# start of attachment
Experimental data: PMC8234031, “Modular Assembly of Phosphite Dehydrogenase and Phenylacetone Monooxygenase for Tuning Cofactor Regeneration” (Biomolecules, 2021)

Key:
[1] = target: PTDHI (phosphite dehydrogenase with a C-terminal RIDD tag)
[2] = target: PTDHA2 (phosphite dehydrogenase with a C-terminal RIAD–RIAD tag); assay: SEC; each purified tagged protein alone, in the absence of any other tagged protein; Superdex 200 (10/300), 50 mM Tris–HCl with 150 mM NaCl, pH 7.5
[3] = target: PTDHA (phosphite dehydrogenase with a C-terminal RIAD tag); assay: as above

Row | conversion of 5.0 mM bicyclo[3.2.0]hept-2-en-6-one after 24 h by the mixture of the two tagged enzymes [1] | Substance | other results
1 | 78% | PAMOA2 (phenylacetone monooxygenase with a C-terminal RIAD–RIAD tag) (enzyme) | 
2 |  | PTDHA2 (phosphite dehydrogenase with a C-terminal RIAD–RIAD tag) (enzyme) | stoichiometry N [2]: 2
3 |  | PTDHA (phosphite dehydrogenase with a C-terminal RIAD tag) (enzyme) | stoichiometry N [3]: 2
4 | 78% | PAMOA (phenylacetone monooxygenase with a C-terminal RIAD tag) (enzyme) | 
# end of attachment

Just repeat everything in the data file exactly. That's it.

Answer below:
Experimental data: PMC8234031, “Modular Assembly of Phosphite Dehydrogenase and Phenylacetone Monooxygenase for Tuning Cofactor Regeneration” (Biomolecules, 2021)

Key:
[1] = target: PTDHI (phosphite dehydrogenase with a C-terminal RIDD tag)
[2] = target: PTDHA2 (phosphite dehydrogenase with a C-terminal RIAD–RIAD tag); assay: SEC; each purified tagged protein alone, in the absence of any other tagged protein; Superdex 200 (10/300), 50 mM Tris–HCl with 150 mM NaCl, pH 7.5
[3] = target: PTDHA (phosphite dehydrogenase with a C-terminal RIAD tag); assay: as above

Row | conversion of 5.0 mM bicyclo[3.2.0]hept-2-en-6-one after 24 h by the mixture of the two tagged enzymes [1] | Substance | other results
1 | 78% | PAMOA2 (phenylacetone monooxygenase with a C-terminal RIAD–RIAD tag) (enzyme) | 
2 |  | PTDHA2 (phosphite dehydrogenase with a C-terminal RIAD–RIAD tag) (enzyme) | stoichiometry N [2]: 2
3 |  | PTDHA (phosphite dehydrogenase with a C-terminal RIAD tag) (enzyme) | stoichiometry N [3]: 2
4 | 78% | PAMOA (phenylacetone monooxygenase with a C-terminal RIAD tag) (enzyme) | 